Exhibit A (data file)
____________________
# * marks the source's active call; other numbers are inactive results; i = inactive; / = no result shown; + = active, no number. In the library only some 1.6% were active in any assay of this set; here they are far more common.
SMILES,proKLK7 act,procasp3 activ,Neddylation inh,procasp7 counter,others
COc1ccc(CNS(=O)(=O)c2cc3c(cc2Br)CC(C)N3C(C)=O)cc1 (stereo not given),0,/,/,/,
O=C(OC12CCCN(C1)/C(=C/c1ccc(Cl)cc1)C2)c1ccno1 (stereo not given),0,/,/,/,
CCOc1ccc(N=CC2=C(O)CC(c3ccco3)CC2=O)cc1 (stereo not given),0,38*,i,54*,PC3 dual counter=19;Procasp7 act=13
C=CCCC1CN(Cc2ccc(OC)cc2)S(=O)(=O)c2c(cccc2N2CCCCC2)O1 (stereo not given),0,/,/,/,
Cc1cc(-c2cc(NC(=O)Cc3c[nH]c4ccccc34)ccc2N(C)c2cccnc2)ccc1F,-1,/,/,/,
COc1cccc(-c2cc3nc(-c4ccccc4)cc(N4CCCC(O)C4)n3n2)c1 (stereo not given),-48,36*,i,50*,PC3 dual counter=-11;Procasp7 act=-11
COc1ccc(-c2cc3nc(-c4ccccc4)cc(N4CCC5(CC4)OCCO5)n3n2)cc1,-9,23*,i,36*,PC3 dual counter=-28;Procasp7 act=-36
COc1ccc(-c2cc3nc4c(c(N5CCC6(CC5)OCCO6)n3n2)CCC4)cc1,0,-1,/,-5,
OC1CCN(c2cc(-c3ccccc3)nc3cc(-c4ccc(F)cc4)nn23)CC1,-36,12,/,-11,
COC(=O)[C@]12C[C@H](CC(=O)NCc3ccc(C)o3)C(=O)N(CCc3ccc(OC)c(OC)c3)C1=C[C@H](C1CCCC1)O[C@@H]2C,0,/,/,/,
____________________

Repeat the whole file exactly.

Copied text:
# * marks the source's active call; other numbers are inactive results; i = inactive; / = no result shown; + = active, no number. In the library only some 1.6% were active in any assay of this set; here they are far more common.
SMILES,proKLK7 act,procasp3 activ,Neddylation inh,procasp7 counter,others
COc1ccc(CNS(=O)(=O)c2cc3c(cc2Br)CC(C)N3C(C)=O)cc1 (stereo not given),0,/,/,/,
O=C(OC12CCCN(C1)/C(=C/c1ccc(Cl)cc1)C2)c1ccno1 (stereo not given),0,/,/,/,
CCOc1ccc(N=CC2=C(O)CC(c3ccco3)CC2=O)cc1 (stereo not given),0,38*,i,54*,PC3 dual counter=19;Procasp7 act=13
C=CCCC1CN(Cc2ccc(OC)cc2)S(=O)(=O)c2c(cccc2N2CCCCC2)O1 (stereo not given),0,/,/,/,
Cc1cc(-c2cc(NC(=O)Cc3c[nH]c4ccccc34)ccc2N(C)c2cccnc2)ccc1F,-1,/,/,/,
COc1cccc(-c2cc3nc(-c4ccccc4)cc(N4CCCC(O)C4)n3n2)c1 (stereo not given),-48,36*,i,50*,PC3 dual counter=-11;Procasp7 act=-11
COc1ccc(-c2cc3nc(-c4ccccc4)cc(N4CCC5(CC4)OCCO5)n3n2)cc1,-9,23*,i,36*,PC3 dual counter=-28;Procasp7 act=-36
COc1ccc(-c2cc3nc4c(c(N5CCC6(CC5)OCCO6)n3n2)CCC4)cc1,0,-1,/,-5,
OC1CCN(c2cc(-c3ccccc3)nc3cc(-c4ccc(F)cc4)nn23)CC1,-36,12,/,-11,
COC(=O)[C@]12C[C@H](CC(=O)NCc3ccc(C)o3)C(=O)N(CCc3ccc(OC)c(OC)c3)C1=C[C@H](C1CCCC1)O[C@@H]2C,0,/,/,/,